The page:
The Everton manager will not want to completely damage what he sees as a work in progress; James Tarkowski and Conor Coady have created a strong relationship in front of Jordan Pickford, while Amadou Onana, with the seasoned Idrissa Gueye and Alex Iwobi, is reveling in his new position. However, a large points return from a demanding run of games, and a transfer window must lie ahead for those naysayers to become believers once again in the Lampard project.
Everton needs an offensive midfielder who can cause havoc between the lines. As they hover barely above the relegation zone, they need a completely fit Dominic Calvert-Lewin and must fill the vacuum left by Richarlison. Only then can the club regain its prominence.
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Fulham was ninth in the Premier League when the season ended for the World Cup, a more-than-respectable performance for a side that had only just achieved promotion back to the top flight – but its supporters were left wondering if the break came at a good or terrible moment. Marco Silva’s team had recently suffered back-to-back league losses, their fifth and sixth of the season, albeit at the hands of champions Manchester City and at home to Manchester United.
Both of those 2-1 defeats came as a result of demoralizing stoppage-time goals, so maybe the World Cup break came at the ideal moment for the Cottagers, particularly since top scorer Aleksandar Mitrovic was sidelined with a foot injury at the time. The Serbia international will be crucial to Fulham’s aspirations of having a similarly successful second half of the season and finishing in the top half in their first season back in the Premier League.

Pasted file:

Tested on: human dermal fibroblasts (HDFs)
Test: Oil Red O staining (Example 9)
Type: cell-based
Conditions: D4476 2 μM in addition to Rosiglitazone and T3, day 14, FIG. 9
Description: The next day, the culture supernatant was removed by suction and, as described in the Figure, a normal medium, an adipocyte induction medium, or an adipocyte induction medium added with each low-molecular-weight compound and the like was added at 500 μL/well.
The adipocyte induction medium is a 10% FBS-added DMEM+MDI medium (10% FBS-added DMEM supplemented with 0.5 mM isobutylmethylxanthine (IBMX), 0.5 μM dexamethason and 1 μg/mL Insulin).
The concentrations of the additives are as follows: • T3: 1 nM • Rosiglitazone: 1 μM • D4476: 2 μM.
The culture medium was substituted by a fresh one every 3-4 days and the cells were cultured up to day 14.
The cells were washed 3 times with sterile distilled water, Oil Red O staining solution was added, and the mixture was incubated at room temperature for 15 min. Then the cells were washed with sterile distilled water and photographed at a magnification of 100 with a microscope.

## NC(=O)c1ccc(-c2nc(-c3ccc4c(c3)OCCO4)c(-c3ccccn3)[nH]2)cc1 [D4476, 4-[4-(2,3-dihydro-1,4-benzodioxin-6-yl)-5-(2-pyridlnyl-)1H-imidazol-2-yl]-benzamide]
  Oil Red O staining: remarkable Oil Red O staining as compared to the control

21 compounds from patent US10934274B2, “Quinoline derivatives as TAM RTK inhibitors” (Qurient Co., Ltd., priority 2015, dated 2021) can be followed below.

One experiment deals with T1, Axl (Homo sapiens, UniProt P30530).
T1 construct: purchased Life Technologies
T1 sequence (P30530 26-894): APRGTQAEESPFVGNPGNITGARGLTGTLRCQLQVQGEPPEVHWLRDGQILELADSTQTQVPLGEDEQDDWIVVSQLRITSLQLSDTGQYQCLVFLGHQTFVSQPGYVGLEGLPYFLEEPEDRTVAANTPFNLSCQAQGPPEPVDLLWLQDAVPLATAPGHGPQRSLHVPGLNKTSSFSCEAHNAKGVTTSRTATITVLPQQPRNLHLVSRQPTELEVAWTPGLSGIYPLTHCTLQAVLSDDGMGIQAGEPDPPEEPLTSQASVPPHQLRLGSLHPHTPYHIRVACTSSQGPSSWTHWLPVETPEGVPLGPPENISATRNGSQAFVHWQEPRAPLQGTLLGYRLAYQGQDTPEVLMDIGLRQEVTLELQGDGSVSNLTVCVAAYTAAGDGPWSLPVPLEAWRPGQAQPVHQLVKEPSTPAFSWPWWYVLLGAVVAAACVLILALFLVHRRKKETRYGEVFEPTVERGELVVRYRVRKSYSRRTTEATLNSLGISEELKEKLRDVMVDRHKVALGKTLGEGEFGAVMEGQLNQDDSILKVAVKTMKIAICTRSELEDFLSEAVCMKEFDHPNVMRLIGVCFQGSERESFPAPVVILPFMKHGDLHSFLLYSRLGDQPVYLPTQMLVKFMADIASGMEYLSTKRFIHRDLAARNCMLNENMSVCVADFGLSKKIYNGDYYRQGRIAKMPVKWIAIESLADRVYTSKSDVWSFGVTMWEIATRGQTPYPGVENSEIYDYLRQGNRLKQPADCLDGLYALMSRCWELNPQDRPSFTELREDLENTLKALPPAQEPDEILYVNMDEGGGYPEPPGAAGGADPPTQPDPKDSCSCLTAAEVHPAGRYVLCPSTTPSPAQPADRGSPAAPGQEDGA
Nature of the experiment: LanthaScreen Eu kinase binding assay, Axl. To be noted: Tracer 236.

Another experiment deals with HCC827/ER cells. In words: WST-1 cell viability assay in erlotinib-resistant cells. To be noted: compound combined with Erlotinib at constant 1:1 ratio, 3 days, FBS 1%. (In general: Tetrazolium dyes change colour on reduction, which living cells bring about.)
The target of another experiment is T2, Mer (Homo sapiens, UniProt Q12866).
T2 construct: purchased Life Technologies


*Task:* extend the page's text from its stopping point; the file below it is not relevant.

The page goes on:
Mitrovic scored nine goals in just 12 league games prior to the World Cup, and Silva will have been relieved when Serbia was eliminated from the group stage in Qatar, giving his main man – who started every game for his country in the tournament – some much-needed rest before the action resumes at Crystal Palace on Boxing Day. If Fulham can maintain Mitrovic healthy between now and May, they will almost certainly aim for a top-ten finish.
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Jesse Marsch’s Leeds face a difficult start, hosting Manchester City before traveling to third-placed Newcastle. But keep in mind that Leeds entered the World Cup as the division’s best entertainers. Only 22 goals were scored in Leeds’ last four league games. This streak featured a win at Anfield and a 4-3 comeback victory against Bournemouth after falling behind 3-1.